Name : Jen Macapagal
Medical history : Overweight, smoker & drinker
Age : 32
Occupation : Programme Manager and Team Lead
“Without any friends, I relied heavily on vices like smoking and drinking, habits that I picked up from my university days to get by my sedentary days” quipped Jen as she explained how her downward spiral began.
Having graduated from university in the Philippines in 2008, Jen made her way to Singapore to join her family but found the going tough in a new and sometimes strange country. In order to deal with this as well as the ongoing stress at work, her natural response was to find coping mechanisms in the way of smoking and drinking, all of which she had picked up during her university days.
“I was severely unhealthy and was in a very stressful work environment with challenging demands. During the weekends I would be exhausted and so I would stay in to binge eat and watch TV shows. If I did go out, my food choices would be poor.” said Jen as she relayed to us how stress was taking a toll on her life.
In her opinion, Jen felt that her risk of becoming diabetic was also very high due to her inclination to consume sweet and sugary food on top of other unhealthy habits that continued to dominate her life. In 1995, her auntie passed away due to health complications arising from diabetes and this made her take a step back to re-evaluate her life choices regardless of how much stress life would throw at her.
The Turning Point
Determined to make better choices and to turn her life around, Jen began a journey of becoming more active in 2009. However, she found the going tough even though she was part of a dragon boat team and still hung on to some of her bad habits, especially smoking. She was consistently breathless despite her training and found that smoking was still an avenue for her to cope with the stresses of life. In 2013, she decided to try her hand at triathlons and has not looked back since despite her fear of swimming in open water. It was then that she decided to quit smoking altogether because she found herself always out of breath during the training sessions.
Jen feels that balance is key in staying motivated and disciplined. For her, moderation is key and believes that having a much longer term goal than just completing races has been a huge motivation factor for her. Her goal: to always seek the better version of herself in her fitness journey.
“I keep my eyes on the goal and tell myself that nothing ever comes easy and hence I need to persist and sacrifice if needed.”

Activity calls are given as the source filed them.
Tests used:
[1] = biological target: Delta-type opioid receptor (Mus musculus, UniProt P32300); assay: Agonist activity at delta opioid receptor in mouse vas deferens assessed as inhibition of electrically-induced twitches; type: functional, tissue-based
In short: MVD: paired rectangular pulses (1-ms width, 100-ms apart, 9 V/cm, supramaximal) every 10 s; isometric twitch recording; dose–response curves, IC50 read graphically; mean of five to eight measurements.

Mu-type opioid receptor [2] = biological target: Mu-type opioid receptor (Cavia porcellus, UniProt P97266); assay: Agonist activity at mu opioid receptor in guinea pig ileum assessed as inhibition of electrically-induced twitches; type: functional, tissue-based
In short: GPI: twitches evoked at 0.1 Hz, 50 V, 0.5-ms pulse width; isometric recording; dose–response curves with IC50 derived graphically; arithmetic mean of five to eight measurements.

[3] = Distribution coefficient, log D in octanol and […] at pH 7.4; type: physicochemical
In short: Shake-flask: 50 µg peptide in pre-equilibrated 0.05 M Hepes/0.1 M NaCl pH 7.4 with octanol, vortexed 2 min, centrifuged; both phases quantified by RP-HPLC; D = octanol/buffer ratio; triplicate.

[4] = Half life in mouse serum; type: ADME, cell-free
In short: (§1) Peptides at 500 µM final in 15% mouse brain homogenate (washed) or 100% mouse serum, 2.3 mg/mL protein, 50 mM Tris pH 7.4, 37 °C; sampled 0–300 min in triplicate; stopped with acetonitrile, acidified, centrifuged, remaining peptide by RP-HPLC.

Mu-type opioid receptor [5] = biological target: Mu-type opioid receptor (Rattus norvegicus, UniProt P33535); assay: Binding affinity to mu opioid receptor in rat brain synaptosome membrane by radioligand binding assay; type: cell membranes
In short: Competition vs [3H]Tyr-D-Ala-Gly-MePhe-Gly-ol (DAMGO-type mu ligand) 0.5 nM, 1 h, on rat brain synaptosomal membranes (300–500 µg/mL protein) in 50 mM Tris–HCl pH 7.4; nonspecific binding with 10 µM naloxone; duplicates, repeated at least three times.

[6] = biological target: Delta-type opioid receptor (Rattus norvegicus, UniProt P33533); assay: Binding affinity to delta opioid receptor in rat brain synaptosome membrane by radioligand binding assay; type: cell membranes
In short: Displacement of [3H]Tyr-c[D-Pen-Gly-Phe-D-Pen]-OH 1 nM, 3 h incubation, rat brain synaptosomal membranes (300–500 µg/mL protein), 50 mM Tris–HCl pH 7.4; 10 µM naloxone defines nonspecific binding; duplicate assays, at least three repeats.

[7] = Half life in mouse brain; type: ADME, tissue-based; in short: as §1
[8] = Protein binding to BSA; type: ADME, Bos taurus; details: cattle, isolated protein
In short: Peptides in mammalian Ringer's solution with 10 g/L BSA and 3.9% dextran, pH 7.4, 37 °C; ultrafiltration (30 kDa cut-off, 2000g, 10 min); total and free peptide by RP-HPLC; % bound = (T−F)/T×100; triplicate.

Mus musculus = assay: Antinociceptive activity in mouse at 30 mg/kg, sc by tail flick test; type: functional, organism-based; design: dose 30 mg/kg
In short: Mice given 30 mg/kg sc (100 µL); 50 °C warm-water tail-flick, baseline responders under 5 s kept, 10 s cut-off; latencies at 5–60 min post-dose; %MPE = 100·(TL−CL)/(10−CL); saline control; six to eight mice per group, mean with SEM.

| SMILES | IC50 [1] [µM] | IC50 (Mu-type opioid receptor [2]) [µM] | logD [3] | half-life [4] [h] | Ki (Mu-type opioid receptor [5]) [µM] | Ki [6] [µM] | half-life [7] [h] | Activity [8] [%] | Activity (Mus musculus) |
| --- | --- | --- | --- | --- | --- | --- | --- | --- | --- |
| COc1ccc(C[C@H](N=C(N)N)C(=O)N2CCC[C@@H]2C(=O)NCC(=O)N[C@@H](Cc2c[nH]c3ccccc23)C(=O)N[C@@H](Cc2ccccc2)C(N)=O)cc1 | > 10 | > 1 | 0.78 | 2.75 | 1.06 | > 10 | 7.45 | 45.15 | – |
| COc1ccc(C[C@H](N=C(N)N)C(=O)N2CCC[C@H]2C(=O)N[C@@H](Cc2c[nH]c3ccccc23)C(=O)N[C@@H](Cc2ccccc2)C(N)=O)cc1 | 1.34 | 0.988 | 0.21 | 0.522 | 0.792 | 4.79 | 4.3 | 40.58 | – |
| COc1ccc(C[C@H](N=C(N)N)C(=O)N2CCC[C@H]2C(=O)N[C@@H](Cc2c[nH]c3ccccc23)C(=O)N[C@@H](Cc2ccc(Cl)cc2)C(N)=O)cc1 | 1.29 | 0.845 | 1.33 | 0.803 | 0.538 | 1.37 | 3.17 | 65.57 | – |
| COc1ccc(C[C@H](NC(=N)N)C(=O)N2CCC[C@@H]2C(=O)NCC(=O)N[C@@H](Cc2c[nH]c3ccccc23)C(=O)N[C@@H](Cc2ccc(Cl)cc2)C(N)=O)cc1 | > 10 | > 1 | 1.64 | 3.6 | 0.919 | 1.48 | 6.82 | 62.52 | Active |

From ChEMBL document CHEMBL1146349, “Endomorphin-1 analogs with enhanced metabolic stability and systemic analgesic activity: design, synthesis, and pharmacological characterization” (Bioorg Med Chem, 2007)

Despite a bike crash in September that resulted in a sprained wrist and finger, Jen went on to complete her first Ironman race, a symbol of true grit and determination and of someone who has decided to make positive change in her life.
Her advice to peers is to be patient when embarking on this fitness journey. It gives you the ability to discover yourself and to reflect on the reasons for the journey. Discovering the why is so important and accept that it will not be an easy journey. The intrinsic rewards of owning your own body and health however, far outweigh the difficulties faced every step along the way. She believes that many people give up along the way because of the fear of failure.
“Failure should not define who we are but it should never be something that holds us back. When we learn to embrace it, we understand that there cannot be any progress without the occasional failure and stumbling blocks.”
“My journey has not only been about how many dragon boat competitions, marathons or triathlons I have completed but also one of self-discovery. It is not always about being fast or first or receiving medals or recognition but rather about being appreciative, humble and staying patient along the way, especially when you learn something new.”
In the next five to ten years, Jen is looking to share her positive energy and learnings with her family members and through her social enterprise, Race2Share where sport is used as a platform for change, she hopes to impact the lives of those around her as well as for the foreign domestic workers based in Singapore.
“I believe that sport is a universal language that unites all people regardless of background and it is a right that everyone should have access to. It is only through sport that we can truly touch the lives of those around us and to truly transform society into a more cohesive one.”
To date, Jen has completed nine full marathons, four half distance triathlons (70.3) and one full distance triathlon (140.6). On top of this, she also races in obstacle course races.
Follow Jen on his journey via Instagram @jnmcpgl